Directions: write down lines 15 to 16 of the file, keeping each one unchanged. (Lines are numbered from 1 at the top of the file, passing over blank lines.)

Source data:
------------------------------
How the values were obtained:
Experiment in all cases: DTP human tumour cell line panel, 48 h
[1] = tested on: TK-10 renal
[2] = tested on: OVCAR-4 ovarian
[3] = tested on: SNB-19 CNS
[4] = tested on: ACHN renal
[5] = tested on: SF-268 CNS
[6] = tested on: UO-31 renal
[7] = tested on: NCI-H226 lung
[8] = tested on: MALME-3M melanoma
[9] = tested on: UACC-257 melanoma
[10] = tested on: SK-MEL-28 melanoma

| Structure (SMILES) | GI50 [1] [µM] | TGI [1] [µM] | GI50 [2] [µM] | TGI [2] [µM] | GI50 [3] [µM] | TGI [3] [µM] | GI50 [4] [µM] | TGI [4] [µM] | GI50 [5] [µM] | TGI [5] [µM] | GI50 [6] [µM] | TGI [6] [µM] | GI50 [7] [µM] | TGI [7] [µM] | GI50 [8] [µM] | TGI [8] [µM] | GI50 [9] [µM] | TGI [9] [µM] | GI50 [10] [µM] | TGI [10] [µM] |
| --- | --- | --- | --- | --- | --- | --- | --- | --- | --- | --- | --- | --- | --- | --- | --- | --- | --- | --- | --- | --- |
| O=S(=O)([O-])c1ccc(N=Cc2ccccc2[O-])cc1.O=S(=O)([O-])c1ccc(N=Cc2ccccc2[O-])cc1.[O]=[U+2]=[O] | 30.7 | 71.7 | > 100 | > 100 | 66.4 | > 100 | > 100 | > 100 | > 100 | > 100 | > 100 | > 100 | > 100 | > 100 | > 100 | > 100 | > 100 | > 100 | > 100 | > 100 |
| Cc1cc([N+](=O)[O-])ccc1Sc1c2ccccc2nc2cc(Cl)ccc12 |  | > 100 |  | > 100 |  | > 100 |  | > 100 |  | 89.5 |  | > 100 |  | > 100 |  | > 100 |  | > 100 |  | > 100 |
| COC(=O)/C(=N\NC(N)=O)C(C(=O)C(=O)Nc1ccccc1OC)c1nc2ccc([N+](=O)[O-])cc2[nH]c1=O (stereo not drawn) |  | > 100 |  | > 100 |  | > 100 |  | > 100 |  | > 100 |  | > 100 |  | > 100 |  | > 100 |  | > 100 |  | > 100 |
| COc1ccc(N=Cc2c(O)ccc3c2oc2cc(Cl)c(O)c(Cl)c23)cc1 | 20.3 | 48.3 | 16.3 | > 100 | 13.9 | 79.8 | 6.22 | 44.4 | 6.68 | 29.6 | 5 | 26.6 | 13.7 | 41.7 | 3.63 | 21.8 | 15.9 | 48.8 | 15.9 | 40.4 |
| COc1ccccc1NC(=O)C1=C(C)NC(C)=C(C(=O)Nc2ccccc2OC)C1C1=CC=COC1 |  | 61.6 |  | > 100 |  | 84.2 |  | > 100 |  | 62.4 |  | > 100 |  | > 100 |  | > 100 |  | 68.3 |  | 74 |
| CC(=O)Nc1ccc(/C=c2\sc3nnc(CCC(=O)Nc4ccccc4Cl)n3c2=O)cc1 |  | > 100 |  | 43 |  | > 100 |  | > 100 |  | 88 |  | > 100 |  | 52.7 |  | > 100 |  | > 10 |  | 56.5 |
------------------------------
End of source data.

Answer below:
| O=S(=O)([O-])c1ccc(N=Cc2ccccc2[O-])cc1.O=S(=O)([O-])c1ccc(N=Cc2ccccc2[O-])cc1.[O]=[U+2]=[O] | 30.7 | 71.7 | > 100 | > 100 | 66.4 | > 100 | > 100 | > 100 | > 100 | > 100 | > 100 | > 100 | > 100 | > 100 | > 100 | > 100 | > 100 | > 100 | > 100 | > 100 |
| Cc1cc([N+](=O)[O-])ccc1Sc1c2ccccc2nc2cc(Cl)ccc12 |  | > 100 |  | > 100 |  | > 100 |  | > 100 |  | 89.5 |  | > 100 |  | > 100 |  | > 100 |  | > 100 |  | > 100 |